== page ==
• After machining, the workpiece is discharged from the machine via the shuttle and transported to the next machine or the discharge conveyor using the Track Motion system. If necessary, the Trans Lift can also turn the component.
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Flexible configuration

On this basis, a wide range of possibilities opens up with the various machine types. For example, a VL 3 Duo, which has two completely self-sufficient spindles in separate machining areas for OP 10 and OP 20, can be expanded into a powerful complete system. The Track Motion automation system not only ensures fast parts transport between the parts storage and work areas, but also turns the components between OP 10 and OP 20. On the other hand: Large solutions are also possible via Track Motion — for the production of differential housings, for example. Four machines are used here: In OP 10 and OP 20, both sides of the housing are turned on a vertical VL 4 lathe. For machining the outside in OP 30, Emag relies on the VT 4, which enables 4-axis machining of the complete outside in one setup. In OP 40, another vertical lathe is used, this time a VL 6.

Robot cells: Increasingly interesting for contract manufacturers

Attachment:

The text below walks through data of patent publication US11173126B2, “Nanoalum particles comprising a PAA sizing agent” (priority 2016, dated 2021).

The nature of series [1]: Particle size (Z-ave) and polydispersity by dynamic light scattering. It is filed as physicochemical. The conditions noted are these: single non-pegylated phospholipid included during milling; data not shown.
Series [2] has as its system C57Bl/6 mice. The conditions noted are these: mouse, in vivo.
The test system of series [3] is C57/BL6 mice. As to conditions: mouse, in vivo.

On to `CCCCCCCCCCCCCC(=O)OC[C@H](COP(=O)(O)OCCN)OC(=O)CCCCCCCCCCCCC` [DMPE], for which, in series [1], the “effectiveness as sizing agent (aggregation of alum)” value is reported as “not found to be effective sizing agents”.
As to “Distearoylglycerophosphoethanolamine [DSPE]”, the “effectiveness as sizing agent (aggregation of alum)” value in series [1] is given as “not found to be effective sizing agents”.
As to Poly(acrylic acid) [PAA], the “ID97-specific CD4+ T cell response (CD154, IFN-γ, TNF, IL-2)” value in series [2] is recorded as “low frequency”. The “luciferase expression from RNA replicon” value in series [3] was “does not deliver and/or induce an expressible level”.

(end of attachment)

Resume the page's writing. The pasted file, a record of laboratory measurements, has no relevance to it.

The requirements of the workpiece and the associated production process are also the focus of the developers of Emag's robot solutions. Critical questions are, for example, what batch sizes are to be produced in a given period of time and how autonomously is the solution to operate. At the same time, the connection of the machines based on pick-up technology is particularly simple. The robot places the part on a workpiece carrier on the machine shuttle, where the internal automation takes over as described. The components are fed into the robotic cell, for example, by infeed and outfeed conveyors, palletizers, drawers or by bin picking, with each solution having different strengths and basic conditions. The possibilities opened up by this approach are shown, for example, by the combination of two VL 3 Duos with a robot: First, two components are simultaneously machined from one side in the first machine. Then the robot picks them up, turns them and feeds them to the machine for simultaneous machining of the second side, resulting overall in high output quantities in short periods of time. In addition, the cell can be easily adapted to other processes. The “truck drum brake” example is also interesting: here, four VL 8 machines are linked-up by means of a robot on an additional travel axis — a concept that combines the flexibility of a robot with the reach of a gantry.

In summary, the combination of Emag pick-up technology with various automation solutions from Track Motion to robots results in extremely powerful and individually adaptable systems. New machines can be integrated into the process at any time. Contract manufacturers and subcontractors in particular benefit from this: They produce parts faster, more error-free and more cost-effectively — from gears to shafts and wheel hubs to differential housings and many other components.